Social care’s lost voice

The fears of many in social care have been realised: the profession
is losing a powerful voice as the Department of Health
restructures, before the new partnerships for its future have been

The DoH’s current structure for social care is based on its
relationship with social services departments, which looked almost
solely to the DoH for policy, legislation and guidance. Social
care, although provided across various agencies, was largely shaped
by social services departments: by far its most powerful
structures. Even as the role of voluntary and private providers
increased, so did their dependence on social services departments
through contracts.

In the DoH, the chief inspector of social services became the
equivalent of a chief nursing officer or chief medical officer –
the country’s top social care professional, with the ear of

The new-look department has much to recommend it, especially its
commitment to “steering not rowing”. But while social care is
intrinsic to the vision, its separate identity is not. The vision
fits a world without social services departments, in which social
care – in a far wider range of structures – will refer,
particularly in children’s services, to several government
departments; perhaps to the DoH only in its partnerships with
health. The government’s full plans for children’s services have
not been revealed. But the Home Office and Department for Education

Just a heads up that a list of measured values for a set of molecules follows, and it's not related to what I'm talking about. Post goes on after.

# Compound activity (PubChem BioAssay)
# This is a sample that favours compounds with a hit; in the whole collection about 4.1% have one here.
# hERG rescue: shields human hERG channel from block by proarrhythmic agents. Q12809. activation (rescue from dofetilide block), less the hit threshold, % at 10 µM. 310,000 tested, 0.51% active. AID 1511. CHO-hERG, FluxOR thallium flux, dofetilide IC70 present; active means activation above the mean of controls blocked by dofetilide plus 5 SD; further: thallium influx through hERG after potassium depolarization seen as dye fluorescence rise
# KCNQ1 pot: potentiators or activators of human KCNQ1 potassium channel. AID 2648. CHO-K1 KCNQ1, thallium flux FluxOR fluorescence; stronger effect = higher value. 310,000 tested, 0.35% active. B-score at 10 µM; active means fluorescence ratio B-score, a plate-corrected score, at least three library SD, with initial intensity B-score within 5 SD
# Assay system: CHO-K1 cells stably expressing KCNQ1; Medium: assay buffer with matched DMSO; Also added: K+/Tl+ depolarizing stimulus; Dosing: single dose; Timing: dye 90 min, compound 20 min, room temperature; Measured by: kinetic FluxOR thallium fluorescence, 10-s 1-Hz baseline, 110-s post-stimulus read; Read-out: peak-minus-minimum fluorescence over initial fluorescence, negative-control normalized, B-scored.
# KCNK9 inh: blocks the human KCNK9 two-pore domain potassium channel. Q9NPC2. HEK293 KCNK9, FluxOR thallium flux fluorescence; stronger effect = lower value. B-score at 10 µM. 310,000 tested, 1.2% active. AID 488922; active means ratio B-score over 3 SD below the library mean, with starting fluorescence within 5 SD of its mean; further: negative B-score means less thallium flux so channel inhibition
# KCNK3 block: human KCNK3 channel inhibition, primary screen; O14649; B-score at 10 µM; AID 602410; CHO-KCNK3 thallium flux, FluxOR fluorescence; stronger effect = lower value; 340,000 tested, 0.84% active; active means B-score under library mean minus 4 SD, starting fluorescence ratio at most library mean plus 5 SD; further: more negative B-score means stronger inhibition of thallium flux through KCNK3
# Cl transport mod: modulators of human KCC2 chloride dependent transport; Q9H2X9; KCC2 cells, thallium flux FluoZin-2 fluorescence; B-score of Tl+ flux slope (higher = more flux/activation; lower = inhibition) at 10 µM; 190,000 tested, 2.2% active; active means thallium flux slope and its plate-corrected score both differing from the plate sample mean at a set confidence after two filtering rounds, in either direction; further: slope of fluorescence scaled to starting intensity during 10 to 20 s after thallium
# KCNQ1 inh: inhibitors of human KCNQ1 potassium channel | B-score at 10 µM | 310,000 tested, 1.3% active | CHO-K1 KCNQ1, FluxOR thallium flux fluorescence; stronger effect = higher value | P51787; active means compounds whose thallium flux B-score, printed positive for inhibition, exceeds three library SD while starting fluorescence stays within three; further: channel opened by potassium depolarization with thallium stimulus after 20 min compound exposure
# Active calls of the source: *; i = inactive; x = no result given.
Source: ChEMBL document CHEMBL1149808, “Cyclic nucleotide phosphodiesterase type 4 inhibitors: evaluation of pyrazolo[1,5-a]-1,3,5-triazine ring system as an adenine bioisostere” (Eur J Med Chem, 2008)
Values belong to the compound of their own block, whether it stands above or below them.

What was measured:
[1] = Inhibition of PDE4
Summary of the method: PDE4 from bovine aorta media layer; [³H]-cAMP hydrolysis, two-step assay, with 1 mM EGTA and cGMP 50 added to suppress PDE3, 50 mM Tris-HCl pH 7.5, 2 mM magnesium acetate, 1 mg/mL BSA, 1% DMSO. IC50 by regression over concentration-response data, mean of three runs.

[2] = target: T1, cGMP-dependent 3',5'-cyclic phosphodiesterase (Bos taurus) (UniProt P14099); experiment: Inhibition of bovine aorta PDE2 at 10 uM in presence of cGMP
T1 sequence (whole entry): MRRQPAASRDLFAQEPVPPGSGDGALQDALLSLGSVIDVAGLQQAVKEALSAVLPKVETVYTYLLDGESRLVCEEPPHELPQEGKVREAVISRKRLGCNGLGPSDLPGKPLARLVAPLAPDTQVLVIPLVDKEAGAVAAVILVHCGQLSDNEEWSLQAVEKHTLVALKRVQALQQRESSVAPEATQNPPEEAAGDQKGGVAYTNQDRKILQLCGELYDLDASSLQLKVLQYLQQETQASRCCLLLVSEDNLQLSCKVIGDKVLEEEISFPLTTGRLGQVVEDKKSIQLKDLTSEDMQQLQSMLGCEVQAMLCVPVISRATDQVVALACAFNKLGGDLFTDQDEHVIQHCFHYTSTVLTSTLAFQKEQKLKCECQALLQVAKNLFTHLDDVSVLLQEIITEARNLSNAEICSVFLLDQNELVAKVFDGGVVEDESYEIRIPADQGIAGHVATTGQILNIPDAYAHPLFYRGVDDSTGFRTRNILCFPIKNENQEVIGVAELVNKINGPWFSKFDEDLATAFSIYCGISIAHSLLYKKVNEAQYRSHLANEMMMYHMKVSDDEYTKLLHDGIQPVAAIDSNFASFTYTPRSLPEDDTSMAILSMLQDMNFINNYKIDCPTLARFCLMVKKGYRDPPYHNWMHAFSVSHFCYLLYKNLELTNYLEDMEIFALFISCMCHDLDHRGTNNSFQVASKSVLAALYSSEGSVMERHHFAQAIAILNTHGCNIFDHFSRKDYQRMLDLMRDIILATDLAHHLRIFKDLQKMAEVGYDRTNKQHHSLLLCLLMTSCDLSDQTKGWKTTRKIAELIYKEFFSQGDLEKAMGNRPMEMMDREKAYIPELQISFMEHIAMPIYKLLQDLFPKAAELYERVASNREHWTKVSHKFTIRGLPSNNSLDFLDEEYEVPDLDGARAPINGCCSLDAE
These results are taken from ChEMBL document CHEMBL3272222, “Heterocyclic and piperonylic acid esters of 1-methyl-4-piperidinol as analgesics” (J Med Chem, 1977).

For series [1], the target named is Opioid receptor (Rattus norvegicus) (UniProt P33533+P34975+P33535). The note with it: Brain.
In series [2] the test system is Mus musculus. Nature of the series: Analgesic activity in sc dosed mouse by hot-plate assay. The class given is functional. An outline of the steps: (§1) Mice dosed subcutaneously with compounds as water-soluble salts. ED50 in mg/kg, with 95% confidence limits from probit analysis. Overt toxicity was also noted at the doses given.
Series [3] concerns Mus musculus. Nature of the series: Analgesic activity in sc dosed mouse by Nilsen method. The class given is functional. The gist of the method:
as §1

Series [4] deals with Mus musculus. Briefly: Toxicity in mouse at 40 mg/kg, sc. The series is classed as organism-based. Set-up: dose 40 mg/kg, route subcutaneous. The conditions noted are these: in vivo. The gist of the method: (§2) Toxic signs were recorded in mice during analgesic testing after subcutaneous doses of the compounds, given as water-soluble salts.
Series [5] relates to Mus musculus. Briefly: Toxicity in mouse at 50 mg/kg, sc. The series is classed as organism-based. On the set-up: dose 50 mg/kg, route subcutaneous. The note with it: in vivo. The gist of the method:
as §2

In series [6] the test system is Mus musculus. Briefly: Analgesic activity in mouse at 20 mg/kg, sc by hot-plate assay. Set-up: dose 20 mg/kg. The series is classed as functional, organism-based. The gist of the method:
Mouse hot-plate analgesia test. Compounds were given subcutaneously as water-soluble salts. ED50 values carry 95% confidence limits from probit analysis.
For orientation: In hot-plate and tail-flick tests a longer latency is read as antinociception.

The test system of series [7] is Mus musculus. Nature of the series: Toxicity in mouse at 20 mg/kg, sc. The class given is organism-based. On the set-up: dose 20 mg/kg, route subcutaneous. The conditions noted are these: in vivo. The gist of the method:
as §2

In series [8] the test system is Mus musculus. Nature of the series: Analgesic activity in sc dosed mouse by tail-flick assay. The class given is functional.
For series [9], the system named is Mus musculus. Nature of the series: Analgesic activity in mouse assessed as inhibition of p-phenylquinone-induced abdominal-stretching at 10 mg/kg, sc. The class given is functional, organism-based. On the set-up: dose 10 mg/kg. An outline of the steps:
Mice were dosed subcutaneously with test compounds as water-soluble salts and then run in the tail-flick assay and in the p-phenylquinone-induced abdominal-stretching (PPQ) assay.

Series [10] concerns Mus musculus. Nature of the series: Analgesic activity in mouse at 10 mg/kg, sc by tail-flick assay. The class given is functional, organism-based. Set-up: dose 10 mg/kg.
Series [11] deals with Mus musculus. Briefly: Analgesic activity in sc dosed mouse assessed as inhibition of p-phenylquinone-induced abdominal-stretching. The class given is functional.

and Skills are already at least as influential as the DoH.
Meanwhile, the government’s vision for adult health and social care
remains fixated on the NHS.

New structures, as Community Care has argued before, are
less important than the influence of social care values. The
independent Commission for Social Care Inspection, the General
Social Care Council and the Social Care Institute for Excellence
will (though they do not yet) support social care’s professional
status and its influence on policy and practice. They are evidence
of the government’s good intentions.

Yet the new DoH lacks a voice for social care at the highest level.
There is no social care professional alongside the chief nursing
and chief medical officers. This must change. It deprives social
care of political clout and diminishes its professional identity
just when it needs both more than ever.

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